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Chrissie Hynde, not just a Pretender

Book review: A coming-of-age picaresque, where the important stuff takes place before the rock ’n’ roll day job starts.


 
Chrissie Hynde and her former partner Welsh singer J.P. Jones. The two formed a band called "J.P., Chrissie and the Fairground Boys". They released their debut album, Fidelity, on August 24, 2010. (Jimmy Fontaine/eyevine/Redux)

Chrissie Hynde and her former partner Welsh singer J.P. Jones. The two formed a band called “J.P., Chrissie and the Fairground Boys”. They released their debut album, Fidelity, on August 24, 2010. (Jimmy Fontaine/eyevine/Redux)

Reckless: My Life as a Pretender

By Chrissie Hynde

Early in her memoir, Chrissie Hynde recalls seeing rockers Mitch Ryder and the Detroit Wheels when she was a teen, and being “entranced” when a fight broke out between band members—even more so when she discovered it was staged. “Oh, how I loved a good con,” she writes. “I didn’t really imagine that I would ever get in a band, but I was now eternally devoted to the idea.”

Despite its subtitle, her book is mainly about the sly, gender-bending rocker’s life before the Pretenders, and her search for a niche in a society whose illusions she’s too self-aware to embrace. Reckless doesn’t mythologize its subject, nor does it offer a Behind the Music-style narrative arc of sin and redemption: It’s more of a coming-of-age picaresque, where the important stuff takes place before the rock ’n’ roll day job starts.

Related: Listen to The Bibliopod, Maclean’s podcast about books

Reckless takes readers from Hynde’s idyllic, middle-class childhood in Akron, Ohio, through a razor-sharp dissection of the decline of the American downtown and the rise of the suburbs she bemoans, through Summer of Love idealism and ’70s dissolution (via Kent State, where a friend’s boyfriend was shot by “stunned”-looking teenage guardsmen), to being down and out in Paris and London, through abortive bands with members of Devo and the Clash, to the point in her late 20s, when, just as she might have been written off as a rock ’n’ roll footnote (as the woman who nearly married Sid Vicious for U.K. citizenship), she found an English drummer, guitarist and bassist who helped make everyone notice she was so special.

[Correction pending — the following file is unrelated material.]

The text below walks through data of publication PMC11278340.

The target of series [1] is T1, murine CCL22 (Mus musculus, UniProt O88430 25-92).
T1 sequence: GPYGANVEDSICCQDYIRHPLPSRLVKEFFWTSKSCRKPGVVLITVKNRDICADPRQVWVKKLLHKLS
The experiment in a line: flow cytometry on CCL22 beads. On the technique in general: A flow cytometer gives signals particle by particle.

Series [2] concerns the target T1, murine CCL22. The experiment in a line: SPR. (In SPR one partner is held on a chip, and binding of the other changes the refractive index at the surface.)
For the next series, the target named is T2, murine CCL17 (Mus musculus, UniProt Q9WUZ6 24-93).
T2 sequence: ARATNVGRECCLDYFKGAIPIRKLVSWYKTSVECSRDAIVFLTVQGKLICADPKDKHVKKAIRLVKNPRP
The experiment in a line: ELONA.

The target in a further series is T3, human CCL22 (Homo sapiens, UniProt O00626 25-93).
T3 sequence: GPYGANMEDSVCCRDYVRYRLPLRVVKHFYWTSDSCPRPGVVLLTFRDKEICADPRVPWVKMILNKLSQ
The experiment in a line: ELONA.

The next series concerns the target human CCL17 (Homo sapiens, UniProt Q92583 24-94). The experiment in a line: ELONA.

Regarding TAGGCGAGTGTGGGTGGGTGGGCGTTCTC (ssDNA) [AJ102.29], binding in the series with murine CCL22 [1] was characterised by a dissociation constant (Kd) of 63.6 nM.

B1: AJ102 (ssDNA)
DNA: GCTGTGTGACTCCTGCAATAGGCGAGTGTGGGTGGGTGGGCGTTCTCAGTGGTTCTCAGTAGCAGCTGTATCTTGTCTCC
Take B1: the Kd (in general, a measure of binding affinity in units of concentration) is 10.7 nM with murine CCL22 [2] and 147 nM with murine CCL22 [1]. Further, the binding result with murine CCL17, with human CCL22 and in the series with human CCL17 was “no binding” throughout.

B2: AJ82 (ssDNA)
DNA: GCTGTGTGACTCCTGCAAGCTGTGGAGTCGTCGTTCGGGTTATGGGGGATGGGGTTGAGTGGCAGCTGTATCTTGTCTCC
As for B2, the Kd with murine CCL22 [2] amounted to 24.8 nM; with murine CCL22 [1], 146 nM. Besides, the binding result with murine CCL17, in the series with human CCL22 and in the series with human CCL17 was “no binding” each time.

The book ends abruptly in 1983, after the fatal overdoses of two bandmates; she writes off two subsequent marriages as “dalliances,” and keeps the rest of her story to herself. Hynde tells us her book’s moral “is that drugs, including tobacco and alcohol, only cause suffering.” Although it’s a reductive judgment, it helps us understand why she believes her gang rape by bikers, at age 21, while on Quaaludes, was her own fault: “I’d never blame others for my transgressions.” She wants to be seen not as a victim, but as an agent, as someone who steers her own search for experience—not just a Pretender, but real.

— Mike Doherty


 

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